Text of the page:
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European Commission and Stakeholder Key principles for consumer comparison tools published

Key principles for comparison tools

Consumers face an abundance of information online and thus rely on shortcuts such as comparison tools in their decision-making process. These can bring transparency to the markets and the possibility to compare products/services to find better deals are useful. However, transparency and trustworthiness of the service to consumers (and fair competition) requires minimum principles to be respected.

The European Commission document outlines such principles (developed together with stakeholders and includes a list of those organisations who have endorsed the principles) to help operators as to how to respect the relevant EU legislation and offer better services to consumers: 1) in terms of compliance with Unfair Commercial Practices Directive; 2) user-friendliness and transparency of comparison tools.

Principles cover all types of comparison tools and are also accompanied with best practices (“in practice” section). The term 'comparison tool' (CT) should be understood as including all digital content and applications developed to be used by consumers primarily to compare products and services online, irrespective of the device used (e.g. laptop, smartphone, tablet) or the parameter(s) on which the comparison is based (e.g. price, quality, user reviews). To the extent that operators of search engines, travel or ticket booking sites, e-commerce platforms acting as a marketplace for several traders develop functions or applications dedicated to the comparison of products and services, these functions or applications are also covered by the term 'comparison tool'.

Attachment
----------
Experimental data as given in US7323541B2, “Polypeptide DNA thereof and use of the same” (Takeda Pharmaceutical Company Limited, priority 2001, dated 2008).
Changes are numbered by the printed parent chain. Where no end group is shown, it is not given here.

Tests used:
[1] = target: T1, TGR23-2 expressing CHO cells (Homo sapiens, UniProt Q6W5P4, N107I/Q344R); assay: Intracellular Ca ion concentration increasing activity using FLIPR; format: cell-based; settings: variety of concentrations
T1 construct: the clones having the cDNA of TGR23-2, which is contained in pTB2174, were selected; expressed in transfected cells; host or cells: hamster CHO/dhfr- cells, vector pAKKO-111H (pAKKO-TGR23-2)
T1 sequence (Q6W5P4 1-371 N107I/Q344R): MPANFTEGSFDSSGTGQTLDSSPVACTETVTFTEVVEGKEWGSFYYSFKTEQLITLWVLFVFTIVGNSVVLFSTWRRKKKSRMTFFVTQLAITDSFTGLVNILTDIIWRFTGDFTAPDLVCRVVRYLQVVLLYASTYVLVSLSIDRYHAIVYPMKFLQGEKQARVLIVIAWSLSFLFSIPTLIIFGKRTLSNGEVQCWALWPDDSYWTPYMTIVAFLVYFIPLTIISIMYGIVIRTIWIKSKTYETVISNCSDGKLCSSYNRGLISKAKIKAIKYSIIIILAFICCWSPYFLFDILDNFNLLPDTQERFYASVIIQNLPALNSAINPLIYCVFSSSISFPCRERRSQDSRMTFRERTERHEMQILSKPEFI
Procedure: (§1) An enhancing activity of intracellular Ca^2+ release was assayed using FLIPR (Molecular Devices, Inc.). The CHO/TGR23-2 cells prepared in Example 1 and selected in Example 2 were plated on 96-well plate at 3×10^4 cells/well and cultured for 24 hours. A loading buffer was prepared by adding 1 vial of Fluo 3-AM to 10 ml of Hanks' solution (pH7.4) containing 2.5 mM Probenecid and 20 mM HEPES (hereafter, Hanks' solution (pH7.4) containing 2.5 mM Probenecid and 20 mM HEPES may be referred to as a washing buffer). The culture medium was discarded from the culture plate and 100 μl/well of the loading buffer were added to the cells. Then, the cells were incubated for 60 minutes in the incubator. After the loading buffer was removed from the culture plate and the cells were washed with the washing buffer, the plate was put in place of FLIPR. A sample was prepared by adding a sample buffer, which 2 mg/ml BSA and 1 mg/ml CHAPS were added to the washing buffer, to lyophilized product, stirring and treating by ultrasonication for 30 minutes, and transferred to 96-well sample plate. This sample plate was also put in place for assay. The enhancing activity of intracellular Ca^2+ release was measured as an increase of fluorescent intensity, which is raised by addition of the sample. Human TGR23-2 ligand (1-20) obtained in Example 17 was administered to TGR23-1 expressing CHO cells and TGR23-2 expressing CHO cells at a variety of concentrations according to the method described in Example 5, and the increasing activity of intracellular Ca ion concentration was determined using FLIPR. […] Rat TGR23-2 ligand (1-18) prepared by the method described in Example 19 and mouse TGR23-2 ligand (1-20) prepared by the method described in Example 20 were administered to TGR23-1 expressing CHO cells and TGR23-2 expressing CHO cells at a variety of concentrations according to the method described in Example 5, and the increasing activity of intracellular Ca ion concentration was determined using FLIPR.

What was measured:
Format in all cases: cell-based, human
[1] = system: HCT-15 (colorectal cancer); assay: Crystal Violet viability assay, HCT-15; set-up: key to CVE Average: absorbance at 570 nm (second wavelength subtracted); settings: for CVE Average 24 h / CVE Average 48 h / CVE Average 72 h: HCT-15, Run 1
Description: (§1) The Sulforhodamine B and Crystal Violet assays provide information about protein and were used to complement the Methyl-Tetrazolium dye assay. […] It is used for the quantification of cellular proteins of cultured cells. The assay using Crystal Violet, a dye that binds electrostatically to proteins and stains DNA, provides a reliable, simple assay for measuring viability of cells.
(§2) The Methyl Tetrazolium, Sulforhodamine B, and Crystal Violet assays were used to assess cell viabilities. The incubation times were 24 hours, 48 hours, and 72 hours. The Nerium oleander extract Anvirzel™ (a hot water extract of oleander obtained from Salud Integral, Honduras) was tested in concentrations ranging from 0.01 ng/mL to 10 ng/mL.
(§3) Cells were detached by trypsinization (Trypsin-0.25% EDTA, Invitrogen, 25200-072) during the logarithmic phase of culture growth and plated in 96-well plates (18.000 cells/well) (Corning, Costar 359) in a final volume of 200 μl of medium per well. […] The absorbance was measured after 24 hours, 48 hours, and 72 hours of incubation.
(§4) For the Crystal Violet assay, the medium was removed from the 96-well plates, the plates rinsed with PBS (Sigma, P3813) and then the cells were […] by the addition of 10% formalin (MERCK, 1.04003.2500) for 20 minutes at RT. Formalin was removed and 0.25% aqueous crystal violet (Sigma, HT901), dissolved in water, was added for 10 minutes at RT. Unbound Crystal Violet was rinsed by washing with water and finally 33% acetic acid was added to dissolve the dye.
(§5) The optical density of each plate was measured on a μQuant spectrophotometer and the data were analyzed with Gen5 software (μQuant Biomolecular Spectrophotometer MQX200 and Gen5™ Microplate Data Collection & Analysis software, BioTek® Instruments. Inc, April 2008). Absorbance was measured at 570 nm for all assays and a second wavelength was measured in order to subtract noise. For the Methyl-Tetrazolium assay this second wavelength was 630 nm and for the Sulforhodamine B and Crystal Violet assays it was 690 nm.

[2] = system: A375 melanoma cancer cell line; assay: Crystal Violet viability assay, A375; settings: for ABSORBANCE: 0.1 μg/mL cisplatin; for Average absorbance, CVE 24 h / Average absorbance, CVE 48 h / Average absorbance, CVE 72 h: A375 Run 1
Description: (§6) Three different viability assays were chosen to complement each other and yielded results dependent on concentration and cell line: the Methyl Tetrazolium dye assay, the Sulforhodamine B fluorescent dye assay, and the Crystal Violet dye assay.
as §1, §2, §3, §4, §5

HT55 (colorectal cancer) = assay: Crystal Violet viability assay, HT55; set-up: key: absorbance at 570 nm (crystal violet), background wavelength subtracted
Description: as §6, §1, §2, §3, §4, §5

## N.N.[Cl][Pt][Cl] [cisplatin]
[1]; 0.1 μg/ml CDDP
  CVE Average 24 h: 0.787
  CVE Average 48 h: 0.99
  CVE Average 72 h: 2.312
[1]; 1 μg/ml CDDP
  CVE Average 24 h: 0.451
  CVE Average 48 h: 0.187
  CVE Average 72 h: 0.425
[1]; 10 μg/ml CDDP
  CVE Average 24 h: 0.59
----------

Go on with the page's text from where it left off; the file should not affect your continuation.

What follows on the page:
Ensuring compliance with the Unfair Commercial Practices Directive

1. Impartiality of the comparison and identification of advertising: Clearly identifiable advertising (sponsored results differentiated from organic comparison results), Clear information about contractual/relation between CT operator and trader (lack of impartiality of the results displayed e.g. default ranking), Option exists to rank the offers differently

In practice:

  • Reference to “advertising” or “promoted link” whenever the default ranking is affected by a contractual/relationship between the CT operator and the manufacturer/seller/provider (e.g. premium fee for offer(s) to appear more prominently/higher on the ranking page.
  • Product reviews featured on the website posted by the manufacturer/seller/provider or paid for by them should be clearly indicated as being advertising.
  • Other types of advertising (e.g. banners) should be explicitly marked as such and separated visually from the results

2. Transparency about the business model: Adequate disclosure of financing models, owners, shareholders, material connections with manufacturers/sellers/providers.